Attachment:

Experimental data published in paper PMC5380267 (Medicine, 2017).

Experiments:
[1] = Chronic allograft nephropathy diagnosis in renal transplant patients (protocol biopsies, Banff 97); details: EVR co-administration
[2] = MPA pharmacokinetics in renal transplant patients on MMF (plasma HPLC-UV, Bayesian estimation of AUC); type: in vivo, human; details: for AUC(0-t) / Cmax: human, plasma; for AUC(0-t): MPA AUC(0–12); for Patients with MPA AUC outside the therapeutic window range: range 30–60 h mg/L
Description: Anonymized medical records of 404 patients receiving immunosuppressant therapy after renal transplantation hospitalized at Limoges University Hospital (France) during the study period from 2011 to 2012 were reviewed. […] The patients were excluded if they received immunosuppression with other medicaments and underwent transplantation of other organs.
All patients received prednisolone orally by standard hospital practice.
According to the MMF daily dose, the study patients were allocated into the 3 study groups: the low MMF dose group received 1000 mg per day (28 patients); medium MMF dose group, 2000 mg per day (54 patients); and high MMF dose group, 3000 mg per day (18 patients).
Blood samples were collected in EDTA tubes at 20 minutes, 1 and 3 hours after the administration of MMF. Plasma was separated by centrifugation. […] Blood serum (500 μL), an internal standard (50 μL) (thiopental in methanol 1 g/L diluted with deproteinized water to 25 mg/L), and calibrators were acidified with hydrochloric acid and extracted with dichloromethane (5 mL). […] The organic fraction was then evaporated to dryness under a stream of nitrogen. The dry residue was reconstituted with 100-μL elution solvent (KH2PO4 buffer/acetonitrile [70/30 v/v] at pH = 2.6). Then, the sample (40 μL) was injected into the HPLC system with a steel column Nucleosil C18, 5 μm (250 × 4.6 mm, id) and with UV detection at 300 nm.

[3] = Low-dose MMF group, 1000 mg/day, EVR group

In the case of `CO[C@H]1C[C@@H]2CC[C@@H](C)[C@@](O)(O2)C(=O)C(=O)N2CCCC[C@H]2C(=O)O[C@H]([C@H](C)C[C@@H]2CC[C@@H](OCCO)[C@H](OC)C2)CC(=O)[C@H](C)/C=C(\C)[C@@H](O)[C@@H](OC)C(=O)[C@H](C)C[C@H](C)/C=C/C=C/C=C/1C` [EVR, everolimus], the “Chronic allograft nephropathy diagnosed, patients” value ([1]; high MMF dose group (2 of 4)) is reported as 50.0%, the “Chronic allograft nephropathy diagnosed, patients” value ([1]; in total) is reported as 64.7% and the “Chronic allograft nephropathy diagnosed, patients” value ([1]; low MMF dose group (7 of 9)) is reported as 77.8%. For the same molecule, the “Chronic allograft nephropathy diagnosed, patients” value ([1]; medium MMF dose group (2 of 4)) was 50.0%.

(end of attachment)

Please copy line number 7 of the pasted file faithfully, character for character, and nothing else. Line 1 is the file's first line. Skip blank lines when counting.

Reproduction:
According to the MMF daily dose, the study patients were allocated into the 3 study groups: the low MMF dose group received 1000 mg per day (28 patients); medium MMF dose group, 2000 mg per day (54 patients); and high MMF dose group, 3000 mg per day (18 patients).